• PassacagliaPassacaglia Madison, WI✭✭✭✭
    Posts: 1,283
    Funny, Will, I've had this discussion with some friends, pro's, in our area. I haven't listened to Django in an intensive way for several months, now. I'm immersed in Rosenberg land, with forays into other Dutch players-Fapy, Waso, DePiotto's, etc.; early musicians (Francis Moerman, Ferrets, others), chanteuse, chanteur (love Fleur de Paris) and the "Parisian" sound of Patrick Saussois...but "heart center" is the Rosenbergs sound. I thought I'd long ago have gotten sick of listening to them, watching their concert and other DVDs, obsessing on Nous'che's rhythm and Stochelo's tone and style. Nope, not yet, though I still fear burnout.

    These friends, who love Tchavolo, both nodded in a knowing way. They both said they followed a similar path - drifted away from Django to listen almost exclusively and intensively to a "second" or later generation player. But then, they came back to Django with a renewed prism to hear him through.

    I think I'm going through a similar thing...find myself late at night listening to Django, and I'm admitting it's with a better ear for what it is he did. I'm making NO statement by the way on anyone else's perceptions, yours certainly included....just an interesting thing for me...given my friends said they went through a similar thing, both in "leaving" Django for awhile, and what they heard when "coming back."

    Purely anecdotal, I know, but I was piqued by your experience, Will. Thanks for sharing.
    pas encore, j'erre toujours.
  • Oscar did some commercial stuff for sure,. I really enjoy listening to his playing, he was a wonderfully lyrical player and he was the first afaik to bring latin rhythms to jazz music in Europe. Too bad the nazis stole his National when he was going hiome at the outbreak of the war. I think mit was a magic guitar.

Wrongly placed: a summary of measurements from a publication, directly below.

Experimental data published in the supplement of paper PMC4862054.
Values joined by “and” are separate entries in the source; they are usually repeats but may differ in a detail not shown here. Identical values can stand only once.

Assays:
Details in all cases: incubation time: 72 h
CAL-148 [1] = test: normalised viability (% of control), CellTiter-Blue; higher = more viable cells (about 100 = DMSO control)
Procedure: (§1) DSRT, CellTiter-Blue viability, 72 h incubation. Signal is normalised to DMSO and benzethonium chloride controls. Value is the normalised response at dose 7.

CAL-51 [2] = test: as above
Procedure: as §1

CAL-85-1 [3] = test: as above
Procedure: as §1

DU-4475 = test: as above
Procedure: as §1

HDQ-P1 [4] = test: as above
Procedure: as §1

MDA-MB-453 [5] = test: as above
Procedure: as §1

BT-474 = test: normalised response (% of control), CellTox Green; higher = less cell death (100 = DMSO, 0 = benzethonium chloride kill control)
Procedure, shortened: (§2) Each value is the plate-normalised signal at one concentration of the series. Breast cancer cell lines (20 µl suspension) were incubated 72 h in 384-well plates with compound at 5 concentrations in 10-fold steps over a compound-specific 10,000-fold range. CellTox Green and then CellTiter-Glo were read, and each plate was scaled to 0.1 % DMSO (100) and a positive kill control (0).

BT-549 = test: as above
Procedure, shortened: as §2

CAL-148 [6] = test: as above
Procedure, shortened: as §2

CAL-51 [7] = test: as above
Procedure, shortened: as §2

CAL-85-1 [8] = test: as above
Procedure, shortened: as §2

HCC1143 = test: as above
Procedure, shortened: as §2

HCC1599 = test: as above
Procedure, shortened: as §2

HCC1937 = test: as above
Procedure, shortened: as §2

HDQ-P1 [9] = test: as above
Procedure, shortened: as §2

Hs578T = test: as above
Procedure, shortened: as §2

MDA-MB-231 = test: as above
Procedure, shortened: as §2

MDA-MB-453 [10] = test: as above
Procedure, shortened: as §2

The Magic really starts to happen when you can play it with your eyes closed
  • Bob HoloBob Holo Moderator
    Posts: 1,249

    I was hoping the liner notes would identify the mike but it only mentions "a single, retired pre-war BBC ribbon microphone, with a retired BBC sound engineer to drive it"

    ... prewar BBC Ribbon mic... well that narrows it down quite a bit:

    http://www.coutant.org/marconi_b/index.html

    You get one chance to enjoy this day, but if you're doing it right, that's enough.
  • Lango-DjangoLango-Django Niagara-On-The-Lake, ONModerator
    Posts: 1,371
    I think you nailed it, Bob, because the mike you linked to sure looks exactly like the one in this picture of Fapy (scroll down)

    http://keepitswinging.blogspot.ca/2012/ ... dings.html

    plus maybe I'm wrong, I think in this YouTube video the same mike is visible?

    http://m.youtube.com/#/watch?v=mnyWGkO4 ... nyWGkO4L2s
    I live in a little tourist town called Niagara-On-The-Lake, Ontario, Canada, which is about twenty miles north of Niagara Falls.

    If you are ever planning on visiting the beautiful Niagara area, feel free to PM me and perhaps we can get together and do some jamming.
  • fraterfrater Prodigy
    Posts: 763
    I own a Melodium 75A, a very cool microphone but, beware, that's just a part of the trick: so many others variables involved in getting close to THAT sound. EQ plays a critical role, Bob is right.
  • fraterfrater Prodigy
    edited May 2015 Posts: 763
    P.S.
    The one I see in Fapy's picture is much bigger than a Melodium 75A: it may well be the Marconi or maybe some kind of STC.
  • AppelAppel ✭✭✭
    edited May 2015 Posts: 78
    I love, love, love those two records - don't forget the note at the end of the second one, where they joke about taking that wonderful engineer out of retirement in order to make sounds that he would have spent his entire career trying his best not to make! It's the most wonderful and beautifully funny irony I think I've ever come across.

    Isn't Fapy just the best? I imagine him getting up every morning and setting to his studies of Django, and out of that discipline a beautiful soul emerges. He is one truly great guitarist I hope to meet one day.

    Django, I imagine getting up every in the morning, wandering out in his bare feet and standing on the grass ... and later in the day, looking at paintings, the great French painters of the day, Monet, Cezanne ... or maybe Gauguin, and thinking, Alors! Je peux le faire ...